The management of the Free State women’s team scouted players from Lesotho to join in their squad last year as well.

12 months ago, it was Palesa Pitso, Mosongoa Monaheng and Nthabeleng Lebetsa who were picked, and they remain with the squad.

The selected players sign yearly contracts with the Free State team and Lesotho’s contingent at the club is now up to five.

The team manager of the national women’s rugby team, Tumelo Phenya, said Lesotho’s players seem to improve and “become very competitive” when they compete across the border because everyone wants the exposure and opportunity to compete outside the country.

He said being part of the Free State Women’s Rugby League allows Lesotho’s players to showcase their talent and opens doors for them to be selected for the Cheetahs League the following year.

“We are very lucky that South Africa recognises our players, especially because rugby in South Africa is at a high level. It shows progress for us as a country that we can produce players that can be competitive internationally,” Phenya said.

Phenya said he aims to see Lesotho compete at the Women’s Rugby Cup one day.
The showpiece is held every four years and the next tournament is next year in England.

Phenya said Pitso, Monaheng and Lebetsa, who have now gained experience and exposure outside the country, are excellent products to promote rugby in Lesotho.
Pitso also happens to be the team manager of the Lesotho men’s rugby side.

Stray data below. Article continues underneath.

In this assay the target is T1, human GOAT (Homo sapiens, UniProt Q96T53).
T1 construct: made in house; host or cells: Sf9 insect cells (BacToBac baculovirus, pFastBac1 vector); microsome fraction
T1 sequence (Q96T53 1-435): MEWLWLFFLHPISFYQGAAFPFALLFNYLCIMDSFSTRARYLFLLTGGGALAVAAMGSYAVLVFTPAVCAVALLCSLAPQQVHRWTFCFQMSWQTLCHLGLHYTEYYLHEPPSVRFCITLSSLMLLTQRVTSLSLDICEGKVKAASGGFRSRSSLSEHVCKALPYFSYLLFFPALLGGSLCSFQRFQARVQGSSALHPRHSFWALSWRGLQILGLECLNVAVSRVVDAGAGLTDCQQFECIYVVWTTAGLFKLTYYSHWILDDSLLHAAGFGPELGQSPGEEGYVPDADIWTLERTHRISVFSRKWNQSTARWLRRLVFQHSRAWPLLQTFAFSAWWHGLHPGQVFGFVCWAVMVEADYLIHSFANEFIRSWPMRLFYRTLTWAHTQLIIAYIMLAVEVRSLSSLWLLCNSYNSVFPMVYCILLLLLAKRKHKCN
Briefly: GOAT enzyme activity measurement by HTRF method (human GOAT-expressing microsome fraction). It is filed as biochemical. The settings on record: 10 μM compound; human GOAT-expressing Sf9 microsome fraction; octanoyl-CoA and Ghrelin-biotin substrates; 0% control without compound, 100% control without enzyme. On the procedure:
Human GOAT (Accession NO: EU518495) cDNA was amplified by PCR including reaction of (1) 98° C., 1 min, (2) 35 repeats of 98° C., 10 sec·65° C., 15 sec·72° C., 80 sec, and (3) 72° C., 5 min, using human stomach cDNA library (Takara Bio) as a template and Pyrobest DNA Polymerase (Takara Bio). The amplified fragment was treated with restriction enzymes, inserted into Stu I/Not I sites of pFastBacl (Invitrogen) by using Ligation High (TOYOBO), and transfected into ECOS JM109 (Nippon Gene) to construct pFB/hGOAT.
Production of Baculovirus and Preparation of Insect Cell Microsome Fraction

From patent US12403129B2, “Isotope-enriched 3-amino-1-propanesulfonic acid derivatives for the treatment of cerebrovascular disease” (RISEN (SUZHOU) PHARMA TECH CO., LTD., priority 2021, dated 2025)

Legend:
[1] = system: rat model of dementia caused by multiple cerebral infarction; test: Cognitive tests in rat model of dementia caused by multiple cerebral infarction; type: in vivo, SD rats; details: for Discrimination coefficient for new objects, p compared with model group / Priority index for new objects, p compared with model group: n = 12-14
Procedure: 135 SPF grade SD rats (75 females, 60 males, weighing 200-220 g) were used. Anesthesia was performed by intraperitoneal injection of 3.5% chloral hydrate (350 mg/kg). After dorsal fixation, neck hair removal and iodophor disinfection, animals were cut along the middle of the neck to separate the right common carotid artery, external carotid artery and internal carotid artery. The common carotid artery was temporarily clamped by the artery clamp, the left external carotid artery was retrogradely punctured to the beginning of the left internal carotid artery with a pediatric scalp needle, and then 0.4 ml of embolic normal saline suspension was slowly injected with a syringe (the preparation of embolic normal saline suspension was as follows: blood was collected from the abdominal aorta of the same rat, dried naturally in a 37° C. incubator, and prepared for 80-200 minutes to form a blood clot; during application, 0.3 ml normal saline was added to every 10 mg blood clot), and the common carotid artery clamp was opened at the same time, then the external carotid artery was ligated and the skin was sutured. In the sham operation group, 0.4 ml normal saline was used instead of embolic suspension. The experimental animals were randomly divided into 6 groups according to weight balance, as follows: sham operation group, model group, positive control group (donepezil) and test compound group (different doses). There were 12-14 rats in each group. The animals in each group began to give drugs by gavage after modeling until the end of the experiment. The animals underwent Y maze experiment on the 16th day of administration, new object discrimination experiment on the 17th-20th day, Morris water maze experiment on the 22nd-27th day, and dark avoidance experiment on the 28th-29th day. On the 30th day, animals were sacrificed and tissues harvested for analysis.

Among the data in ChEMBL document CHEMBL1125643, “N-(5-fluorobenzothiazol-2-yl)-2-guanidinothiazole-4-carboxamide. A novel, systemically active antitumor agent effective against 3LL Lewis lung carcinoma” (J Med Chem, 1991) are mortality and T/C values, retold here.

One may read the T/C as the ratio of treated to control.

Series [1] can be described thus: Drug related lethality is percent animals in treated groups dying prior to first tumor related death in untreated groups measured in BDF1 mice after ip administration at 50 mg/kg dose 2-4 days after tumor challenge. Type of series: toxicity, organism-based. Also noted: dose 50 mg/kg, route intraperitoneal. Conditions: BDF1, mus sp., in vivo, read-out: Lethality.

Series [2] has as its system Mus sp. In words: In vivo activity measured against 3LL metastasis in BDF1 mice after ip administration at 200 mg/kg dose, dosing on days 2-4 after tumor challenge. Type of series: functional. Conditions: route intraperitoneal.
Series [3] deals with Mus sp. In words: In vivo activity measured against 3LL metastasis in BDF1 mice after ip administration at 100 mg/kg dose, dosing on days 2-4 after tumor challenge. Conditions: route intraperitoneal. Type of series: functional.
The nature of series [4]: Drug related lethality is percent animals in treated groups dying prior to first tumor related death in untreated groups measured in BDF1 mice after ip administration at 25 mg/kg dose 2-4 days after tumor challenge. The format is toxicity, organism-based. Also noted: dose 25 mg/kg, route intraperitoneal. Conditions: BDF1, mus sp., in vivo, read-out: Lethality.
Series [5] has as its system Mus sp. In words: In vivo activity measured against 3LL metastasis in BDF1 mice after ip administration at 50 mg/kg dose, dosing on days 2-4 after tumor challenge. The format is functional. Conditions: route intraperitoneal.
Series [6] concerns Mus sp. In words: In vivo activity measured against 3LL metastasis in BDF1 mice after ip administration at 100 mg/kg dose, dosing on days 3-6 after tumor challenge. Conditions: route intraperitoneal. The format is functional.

“When we go to schools with them, students fall into the sport because they want to be like them. Even Pitso’s title says a lot to students, they see growth in rugby,” he said.

Unfortunately, rugby, especially the women’s game, is hamstrung by a lack of finances and support.

As a result, Phenya said there are many tournaments and invitations Lesotho fails to honour because of no funds.

Phenya pleaded with Basotho and local companies to invest in their sport so that women’s rugby can grow and improve.

Lesotho is currently part of the Free State Women’s League that kicked off last month and will end early in May.

The national side played two games.

Lesotho beat Spartans 34-12 and lost 34-7 to Central University of Technology (CUT).

Relebohile Tšepe

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Seema speaks on good run



Lesotho legend Lehlohonolo Seema has spoken on Sekhukhune United’s impressive run in the DSTV Premiership since taking over the reins at the Polokwane-based outfit in December last year.
“Babina Noko”, as Sekhukhune are affectionately known, were in 12th place when its management appointed the former Likuena captain as its new coach last year, but the team has since ascended to third position.